The elephant has awoken. Bombay, India’s gateway to the West, has reinvented itself – and emerged as Mumbai, a modern, self-confident commercial metropolis. A magnet for the hopes of the rich and poor. But with thousands of migrants pouring in every day, half of its almost 20 million inhabitants is forced to live in slums, between the cracks of the official city. The biggest of these slums is called Dharavi. Ten years ago, US-trained architect Mukesh Mehta came back to India to usher in a new turn in Mumbai’s slum-rehabilitation policies. His formula is public-private partnership. Billions of dollars could be made – if the responsibility for a radical makeover of Dharavi were to be put into the hands of private investors. The government has been persuaded by Mehta’s vision and has appointed him as the consultant for the Dharavi Redevelopment Project. While thousands of families living and working in the slum are facing the threat of being evicted, Dharavi is becoming a test case. Not only for Mumbai or India, but for the future of the underprivileged of the entire world.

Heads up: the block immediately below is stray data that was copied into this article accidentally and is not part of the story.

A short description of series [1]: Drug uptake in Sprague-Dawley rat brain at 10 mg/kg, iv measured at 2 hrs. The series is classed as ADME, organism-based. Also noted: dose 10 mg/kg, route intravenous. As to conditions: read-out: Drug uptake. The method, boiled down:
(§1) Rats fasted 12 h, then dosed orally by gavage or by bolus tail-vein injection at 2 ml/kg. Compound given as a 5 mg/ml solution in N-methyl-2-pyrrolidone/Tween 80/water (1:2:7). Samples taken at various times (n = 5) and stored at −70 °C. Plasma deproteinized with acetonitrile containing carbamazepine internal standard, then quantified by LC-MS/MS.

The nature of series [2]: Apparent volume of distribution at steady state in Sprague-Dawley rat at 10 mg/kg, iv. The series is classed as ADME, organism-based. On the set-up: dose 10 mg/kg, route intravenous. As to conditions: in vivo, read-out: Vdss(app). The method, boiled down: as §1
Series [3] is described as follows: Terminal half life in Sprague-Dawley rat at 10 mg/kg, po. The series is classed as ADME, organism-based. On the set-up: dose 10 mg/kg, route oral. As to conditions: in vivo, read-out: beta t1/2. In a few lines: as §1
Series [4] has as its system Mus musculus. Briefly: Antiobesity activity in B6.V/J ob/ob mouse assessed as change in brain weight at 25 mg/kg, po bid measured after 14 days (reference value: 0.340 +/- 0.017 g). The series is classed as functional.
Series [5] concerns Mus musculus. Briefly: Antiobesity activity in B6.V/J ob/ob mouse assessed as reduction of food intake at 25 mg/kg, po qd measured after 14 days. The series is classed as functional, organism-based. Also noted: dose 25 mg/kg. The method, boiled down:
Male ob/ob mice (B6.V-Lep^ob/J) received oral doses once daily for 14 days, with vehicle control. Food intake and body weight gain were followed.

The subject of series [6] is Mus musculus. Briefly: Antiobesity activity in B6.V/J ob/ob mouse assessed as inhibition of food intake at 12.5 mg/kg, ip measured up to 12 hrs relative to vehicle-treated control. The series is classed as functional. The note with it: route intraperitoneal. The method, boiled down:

[director]Lutz Konermann was born in 1958. He has worked on numerous fiction and documentary films as director, writer and cinematographer. He is also a professor at the Film Akademie in Ludwigburg, Germany and has several German Film Awards under his belt.[/director]